I can get up to 32-pin narrow IC sockets for 15 cents each, maybe less in quantity.
http://www.futurlec.com/SockIC.shtml

I get small generic boards with hole pads and finger edges, they run over a buck each in 5 to 10.
 



Why would you buy an Arduino to run a single LED? As I explained how this could running LED's, that is isn't the only and intended purpose.

As of now, one Analog pin is connected to the on board LED. But all 5 Attiny85 I/O pins communicates up to the next board, as well as they all go outwards (no pull down) via headers if you wanted to use jumper wires to go out to a breadboard etc.

As for selling these, I only want to sell one or two sets to make my money back so I can throw back towards another project. There are many ways to skin a cat, these will be made on PCB's.
5  Using Arduino / Project Guidance / Re: An Attiny85 I/O Network on: March 27, 2013, 11:44:27 pm
Trying to find a good solution for switch between the 5v USBasp ISP and the 5v-15v DC jack. I'm sure I can figure it out but if you have a simple solution I'm all ears.

One thing that is mind numbing, so currently I have a resistor on each I/O going "up" for the pull down. I'm curious if would it would be possible to use just a single resistor for all of them? But being their not all on at the same time, or if they were by chance. I don't know to even where to start with that formula. Maybe I could just calculate for them all to be on, and still get a good pull down result if only one is actually sending.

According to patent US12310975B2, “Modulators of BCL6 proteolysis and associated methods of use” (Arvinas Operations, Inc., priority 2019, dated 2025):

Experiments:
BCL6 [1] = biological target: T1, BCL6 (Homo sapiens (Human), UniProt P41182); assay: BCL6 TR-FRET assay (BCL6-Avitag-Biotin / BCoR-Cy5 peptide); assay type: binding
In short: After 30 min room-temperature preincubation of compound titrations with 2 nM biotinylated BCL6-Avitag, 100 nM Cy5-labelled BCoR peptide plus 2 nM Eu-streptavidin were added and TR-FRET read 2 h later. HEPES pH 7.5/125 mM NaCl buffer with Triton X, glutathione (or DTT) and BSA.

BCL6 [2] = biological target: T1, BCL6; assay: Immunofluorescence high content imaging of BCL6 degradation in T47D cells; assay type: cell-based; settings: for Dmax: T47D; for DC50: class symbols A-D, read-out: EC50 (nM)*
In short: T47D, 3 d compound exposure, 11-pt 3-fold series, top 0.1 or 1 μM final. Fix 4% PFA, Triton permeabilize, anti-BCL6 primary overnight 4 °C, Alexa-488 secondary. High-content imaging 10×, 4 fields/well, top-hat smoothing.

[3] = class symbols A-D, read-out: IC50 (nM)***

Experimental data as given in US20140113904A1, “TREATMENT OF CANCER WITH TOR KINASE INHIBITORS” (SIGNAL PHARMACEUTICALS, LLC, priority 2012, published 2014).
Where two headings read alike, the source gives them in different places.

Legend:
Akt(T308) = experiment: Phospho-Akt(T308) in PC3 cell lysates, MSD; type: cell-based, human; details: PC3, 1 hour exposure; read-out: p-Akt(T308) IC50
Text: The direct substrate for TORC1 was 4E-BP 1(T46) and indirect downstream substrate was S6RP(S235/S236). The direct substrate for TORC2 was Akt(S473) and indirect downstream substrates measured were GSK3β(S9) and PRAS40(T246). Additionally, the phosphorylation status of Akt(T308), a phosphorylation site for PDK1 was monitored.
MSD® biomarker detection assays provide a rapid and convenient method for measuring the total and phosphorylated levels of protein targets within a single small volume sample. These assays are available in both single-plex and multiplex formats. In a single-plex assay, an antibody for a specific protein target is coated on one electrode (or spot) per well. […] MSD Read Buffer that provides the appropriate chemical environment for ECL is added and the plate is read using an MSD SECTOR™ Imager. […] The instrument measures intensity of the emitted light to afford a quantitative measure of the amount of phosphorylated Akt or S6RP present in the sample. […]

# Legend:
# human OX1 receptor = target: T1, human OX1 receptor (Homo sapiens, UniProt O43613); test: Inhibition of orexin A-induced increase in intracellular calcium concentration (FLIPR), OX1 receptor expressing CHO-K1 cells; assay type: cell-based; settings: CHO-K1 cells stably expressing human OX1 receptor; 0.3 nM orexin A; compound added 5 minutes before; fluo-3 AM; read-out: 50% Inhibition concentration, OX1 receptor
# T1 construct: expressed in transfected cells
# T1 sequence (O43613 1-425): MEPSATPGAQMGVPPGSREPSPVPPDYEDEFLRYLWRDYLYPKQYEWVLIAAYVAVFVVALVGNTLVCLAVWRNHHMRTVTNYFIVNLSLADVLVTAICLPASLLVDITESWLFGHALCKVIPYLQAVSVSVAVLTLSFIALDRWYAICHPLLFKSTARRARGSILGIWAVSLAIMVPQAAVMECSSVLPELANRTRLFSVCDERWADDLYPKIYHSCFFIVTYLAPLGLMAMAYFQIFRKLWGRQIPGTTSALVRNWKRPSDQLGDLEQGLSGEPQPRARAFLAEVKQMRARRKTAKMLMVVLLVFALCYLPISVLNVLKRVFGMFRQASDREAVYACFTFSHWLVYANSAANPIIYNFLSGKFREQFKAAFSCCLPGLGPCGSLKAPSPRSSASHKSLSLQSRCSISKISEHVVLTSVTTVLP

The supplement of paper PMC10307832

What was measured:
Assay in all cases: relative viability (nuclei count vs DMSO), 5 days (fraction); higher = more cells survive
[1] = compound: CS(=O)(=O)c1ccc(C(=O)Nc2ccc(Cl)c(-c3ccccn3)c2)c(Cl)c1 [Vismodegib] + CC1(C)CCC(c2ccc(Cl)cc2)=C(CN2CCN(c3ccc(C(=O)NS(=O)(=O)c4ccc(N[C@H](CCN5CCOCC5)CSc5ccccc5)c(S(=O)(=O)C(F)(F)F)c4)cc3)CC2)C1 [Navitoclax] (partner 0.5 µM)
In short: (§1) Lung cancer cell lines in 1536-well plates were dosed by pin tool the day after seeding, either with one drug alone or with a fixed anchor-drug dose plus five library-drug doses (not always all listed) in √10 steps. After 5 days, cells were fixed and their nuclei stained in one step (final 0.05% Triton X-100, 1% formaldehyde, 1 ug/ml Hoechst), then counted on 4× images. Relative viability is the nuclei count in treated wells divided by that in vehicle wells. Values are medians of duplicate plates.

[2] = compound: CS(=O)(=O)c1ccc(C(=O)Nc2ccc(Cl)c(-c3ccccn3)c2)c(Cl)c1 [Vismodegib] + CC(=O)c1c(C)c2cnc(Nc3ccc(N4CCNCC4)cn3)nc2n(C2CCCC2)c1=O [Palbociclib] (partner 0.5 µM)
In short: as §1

6  Community / Exhibition / Gallery / Re: Heated water bowl for the backyard wildlife on: March 27, 2013, 12:27:18 am
Buy a man a hotpocket, feed him for a day. Teach a man to shock small critters unconscious with an arduino, feed him for a lifetime.  smiley-cool

The saying goes something like that. smiley-razz
7  Using Arduino / Project Guidance / Re: An Attiny85 I/O Network on: March 26, 2013, 11:34:24 pm
If swapping out the microcontroller to program it bugs you, there's always the option of putting a 6 pin header on your board and programming them in-place too.  If you add a dedicated programming board, are you thinking that would just be a set of headers and some kind of switch to select the target uC to program?  If so that sounds like headers on each uC level would be cheaper/simpler to me, but entirely your call of course.

Cheers !
Geoff